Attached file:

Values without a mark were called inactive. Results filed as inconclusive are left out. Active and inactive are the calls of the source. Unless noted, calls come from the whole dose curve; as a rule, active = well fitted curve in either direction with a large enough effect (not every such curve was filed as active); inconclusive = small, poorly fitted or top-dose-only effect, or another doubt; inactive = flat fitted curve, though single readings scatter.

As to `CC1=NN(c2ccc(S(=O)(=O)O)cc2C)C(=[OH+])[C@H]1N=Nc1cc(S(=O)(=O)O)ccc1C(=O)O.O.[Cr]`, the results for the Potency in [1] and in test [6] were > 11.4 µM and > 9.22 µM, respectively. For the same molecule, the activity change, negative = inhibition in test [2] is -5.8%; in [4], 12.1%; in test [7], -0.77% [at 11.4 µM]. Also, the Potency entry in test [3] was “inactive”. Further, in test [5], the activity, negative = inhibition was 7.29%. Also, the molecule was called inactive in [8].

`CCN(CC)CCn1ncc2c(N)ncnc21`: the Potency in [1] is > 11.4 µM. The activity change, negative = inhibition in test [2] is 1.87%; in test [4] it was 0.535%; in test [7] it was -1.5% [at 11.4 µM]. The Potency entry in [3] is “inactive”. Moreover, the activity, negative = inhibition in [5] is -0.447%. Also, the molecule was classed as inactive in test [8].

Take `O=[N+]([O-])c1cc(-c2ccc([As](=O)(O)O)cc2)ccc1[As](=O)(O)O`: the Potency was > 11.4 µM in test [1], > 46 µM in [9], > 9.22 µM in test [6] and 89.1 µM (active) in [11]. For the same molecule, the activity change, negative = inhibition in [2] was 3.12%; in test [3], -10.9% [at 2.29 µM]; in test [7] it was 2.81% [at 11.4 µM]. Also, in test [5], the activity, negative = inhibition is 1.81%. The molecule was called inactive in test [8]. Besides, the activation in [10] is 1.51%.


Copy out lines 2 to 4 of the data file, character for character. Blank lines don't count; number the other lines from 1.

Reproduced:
As to `CC1=NN(c2ccc(S(=O)(=O)O)cc2C)C(=[OH+])[C@H]1N=Nc1cc(S(=O)(=O)O)ccc1C(=O)O.O.[Cr]`, the results for the Potency in [1] and in test [6] were > 11.4 µM and > 9.22 µM, respectively. For the same molecule, the activity change, negative = inhibition in test [2] is -5.8%; in [4], 12.1%; in test [7], -0.77% [at 11.4 µM]. Also, the Potency entry in test [3] was “inactive”. Further, in test [5], the activity, negative = inhibition was 7.29%. Also, the molecule was called inactive in [8].

`CCN(CC)CCn1ncc2c(N)ncnc21`: the Potency in [1] is > 11.4 µM. The activity change, negative = inhibition in test [2] is 1.87%; in test [4] it was 0.535%; in test [7] it was -1.5% [at 11.4 µM]. The Potency entry in [3] is “inactive”. Moreover, the activity, negative = inhibition in [5] is -0.447%. Also, the molecule was classed as inactive in test [8].

Take `O=[N+]([O-])c1cc(-c2ccc([As](=O)(O)O)cc2)ccc1[As](=O)(O)O`: the Potency was > 11.4 µM in test [1], > 46 µM in [9], > 9.22 µM in test [6] and 89.1 µM (active) in [11]. For the same molecule, the activity change, negative = inhibition in [2] was 3.12%; in test [3], -10.9% [at 2.29 µM]; in test [7] it was 2.81% [at 11.4 µM]. Also, in test [5], the activity, negative = inhibition is 1.81%. The molecule was called inactive in test [8]. Besides, the activation in [10] is 1.51%.